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TitleTrauma surgery during the military revolution: the career of Richard Wiseman
AuthorsSimpson DA
TypeJournal Article
AbstractRichard Wiseman (1620–1676) is arguably the first great English surgeon. He stands out from his contemporaries as a racy yet erudite writer, whose surgical thinking was based on an astonishing range of clinical experience, especially in trauma. The Cowlishaw Collection contains two fine folios of his chief work Severall Chirurgicall Treatises. One of these is the first edition, appearing in 1676, the year of Wiseman’s death, and the other is a later edition published in 1696 under the title Eight Chirurgical Treatises. Wiseman illustrates the surgical tech- niques of his time by more than 600 brief and vivid case reports, and from these one learns much about the organization of 17th century surgical services in peace and in war. Wiseman gained much of his experience in the armies of Charles I in the years 1644 1646 and Charles II in the Dunbar and Worcester cam- paigns (1650–1651), and in the Spanish fleet (?1654–?1657). He thus experienced war in the latter part of the century in which the so-called Military Revolution took place: the process in which advances in firepower precipitated radical changes in the scale, technology and professionalism of war. Military and naval surgical services evolved rapidly during this period, and recent research has shown that the Spanish monarchy preceded other European powers in these developments.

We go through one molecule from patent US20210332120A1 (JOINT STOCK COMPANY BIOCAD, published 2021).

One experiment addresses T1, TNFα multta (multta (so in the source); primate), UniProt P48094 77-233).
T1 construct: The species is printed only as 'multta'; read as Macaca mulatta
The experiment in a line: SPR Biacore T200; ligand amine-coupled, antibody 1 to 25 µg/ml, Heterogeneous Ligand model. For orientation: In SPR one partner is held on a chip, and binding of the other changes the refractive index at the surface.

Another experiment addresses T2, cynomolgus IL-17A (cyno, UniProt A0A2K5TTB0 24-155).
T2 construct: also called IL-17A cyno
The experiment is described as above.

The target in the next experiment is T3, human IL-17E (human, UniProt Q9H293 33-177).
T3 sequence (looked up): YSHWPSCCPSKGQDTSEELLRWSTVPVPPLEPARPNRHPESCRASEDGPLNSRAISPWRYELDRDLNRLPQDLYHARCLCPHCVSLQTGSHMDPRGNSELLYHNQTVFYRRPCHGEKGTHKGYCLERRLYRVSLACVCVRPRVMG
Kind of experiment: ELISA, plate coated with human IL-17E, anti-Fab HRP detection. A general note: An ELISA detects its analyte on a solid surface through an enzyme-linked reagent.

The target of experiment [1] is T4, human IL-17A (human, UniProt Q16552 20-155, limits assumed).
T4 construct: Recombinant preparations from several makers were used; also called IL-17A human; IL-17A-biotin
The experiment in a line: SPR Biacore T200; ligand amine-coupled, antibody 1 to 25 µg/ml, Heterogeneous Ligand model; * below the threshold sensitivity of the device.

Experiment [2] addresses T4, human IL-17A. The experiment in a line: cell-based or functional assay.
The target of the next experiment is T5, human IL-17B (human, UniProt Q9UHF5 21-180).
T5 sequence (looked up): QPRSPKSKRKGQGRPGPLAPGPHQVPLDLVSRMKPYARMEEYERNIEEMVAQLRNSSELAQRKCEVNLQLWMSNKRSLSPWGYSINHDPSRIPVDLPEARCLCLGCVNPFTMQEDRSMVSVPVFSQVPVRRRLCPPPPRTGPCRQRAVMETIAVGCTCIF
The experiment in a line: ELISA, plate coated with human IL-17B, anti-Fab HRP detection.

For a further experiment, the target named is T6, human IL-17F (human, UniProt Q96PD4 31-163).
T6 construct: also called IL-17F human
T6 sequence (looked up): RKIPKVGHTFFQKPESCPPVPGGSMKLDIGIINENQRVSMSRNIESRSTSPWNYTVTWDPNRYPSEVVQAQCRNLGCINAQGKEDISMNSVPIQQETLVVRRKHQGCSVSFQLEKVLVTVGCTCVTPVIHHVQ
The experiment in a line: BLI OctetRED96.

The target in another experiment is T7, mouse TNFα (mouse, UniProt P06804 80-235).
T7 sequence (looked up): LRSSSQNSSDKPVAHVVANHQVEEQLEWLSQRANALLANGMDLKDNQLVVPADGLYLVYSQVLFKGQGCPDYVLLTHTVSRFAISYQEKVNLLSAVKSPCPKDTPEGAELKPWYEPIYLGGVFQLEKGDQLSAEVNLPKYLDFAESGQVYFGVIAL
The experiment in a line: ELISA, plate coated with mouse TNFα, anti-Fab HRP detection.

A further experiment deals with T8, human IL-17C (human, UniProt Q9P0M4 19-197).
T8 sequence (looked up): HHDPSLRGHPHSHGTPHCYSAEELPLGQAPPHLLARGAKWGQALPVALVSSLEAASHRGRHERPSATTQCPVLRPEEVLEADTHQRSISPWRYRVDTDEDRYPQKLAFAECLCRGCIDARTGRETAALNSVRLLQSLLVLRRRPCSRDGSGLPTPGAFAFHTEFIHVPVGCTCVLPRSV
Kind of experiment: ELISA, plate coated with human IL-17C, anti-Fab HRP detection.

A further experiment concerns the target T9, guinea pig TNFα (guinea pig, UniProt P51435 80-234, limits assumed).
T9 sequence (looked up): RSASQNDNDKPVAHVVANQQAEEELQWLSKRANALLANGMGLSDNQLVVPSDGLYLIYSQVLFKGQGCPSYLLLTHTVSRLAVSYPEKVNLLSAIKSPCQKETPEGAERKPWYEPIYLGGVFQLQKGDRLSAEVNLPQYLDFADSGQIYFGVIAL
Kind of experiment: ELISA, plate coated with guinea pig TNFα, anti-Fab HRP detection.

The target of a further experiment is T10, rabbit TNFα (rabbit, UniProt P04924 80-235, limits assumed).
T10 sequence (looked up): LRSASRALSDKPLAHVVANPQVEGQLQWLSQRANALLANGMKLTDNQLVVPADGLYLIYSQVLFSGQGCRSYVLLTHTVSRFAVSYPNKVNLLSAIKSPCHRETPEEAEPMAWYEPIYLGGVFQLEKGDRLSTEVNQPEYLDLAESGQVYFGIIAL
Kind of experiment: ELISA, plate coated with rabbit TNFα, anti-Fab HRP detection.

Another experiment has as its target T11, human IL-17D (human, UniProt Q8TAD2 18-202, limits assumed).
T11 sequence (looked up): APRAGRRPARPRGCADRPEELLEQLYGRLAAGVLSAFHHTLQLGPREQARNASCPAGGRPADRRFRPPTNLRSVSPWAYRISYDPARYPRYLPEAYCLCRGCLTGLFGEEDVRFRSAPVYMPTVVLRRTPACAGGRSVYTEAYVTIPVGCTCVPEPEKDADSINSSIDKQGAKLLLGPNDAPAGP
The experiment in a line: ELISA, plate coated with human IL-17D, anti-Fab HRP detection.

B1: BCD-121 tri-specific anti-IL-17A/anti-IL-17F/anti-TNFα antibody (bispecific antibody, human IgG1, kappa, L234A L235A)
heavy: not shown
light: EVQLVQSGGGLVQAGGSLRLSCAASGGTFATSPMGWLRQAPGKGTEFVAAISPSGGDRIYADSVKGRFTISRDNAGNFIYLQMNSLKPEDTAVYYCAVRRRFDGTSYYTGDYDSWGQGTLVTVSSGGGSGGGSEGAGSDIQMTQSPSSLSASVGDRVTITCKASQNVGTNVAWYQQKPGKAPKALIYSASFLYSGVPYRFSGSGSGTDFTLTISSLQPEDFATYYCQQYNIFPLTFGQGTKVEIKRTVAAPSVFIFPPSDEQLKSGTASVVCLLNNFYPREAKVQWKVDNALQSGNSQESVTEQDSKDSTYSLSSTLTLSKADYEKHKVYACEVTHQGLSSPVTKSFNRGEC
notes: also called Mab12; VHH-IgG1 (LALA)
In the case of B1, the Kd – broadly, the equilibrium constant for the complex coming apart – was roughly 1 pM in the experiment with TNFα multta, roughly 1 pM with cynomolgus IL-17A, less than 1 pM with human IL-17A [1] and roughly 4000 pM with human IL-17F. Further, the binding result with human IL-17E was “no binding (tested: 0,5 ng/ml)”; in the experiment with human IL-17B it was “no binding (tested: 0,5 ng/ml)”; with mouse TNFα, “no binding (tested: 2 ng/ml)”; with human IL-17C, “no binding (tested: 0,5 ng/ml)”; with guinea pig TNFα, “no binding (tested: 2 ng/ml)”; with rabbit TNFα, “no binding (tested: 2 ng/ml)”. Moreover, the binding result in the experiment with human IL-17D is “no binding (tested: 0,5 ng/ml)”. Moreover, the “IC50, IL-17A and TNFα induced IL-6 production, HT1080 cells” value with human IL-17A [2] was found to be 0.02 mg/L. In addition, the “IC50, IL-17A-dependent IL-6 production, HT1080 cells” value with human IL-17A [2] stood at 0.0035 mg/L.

Journal TitleAustralian and New Zealand journal of surgery
Journal Volume (Issue)69(4)
Page Range291-296
Page Count6
Notesavailable from CASR library on request

Simpson DA (1999). Trauma surgery during the military revolution: the career of Richard Wiseman. Australian and New Zealand journal of surgery, 69(4), 291-296.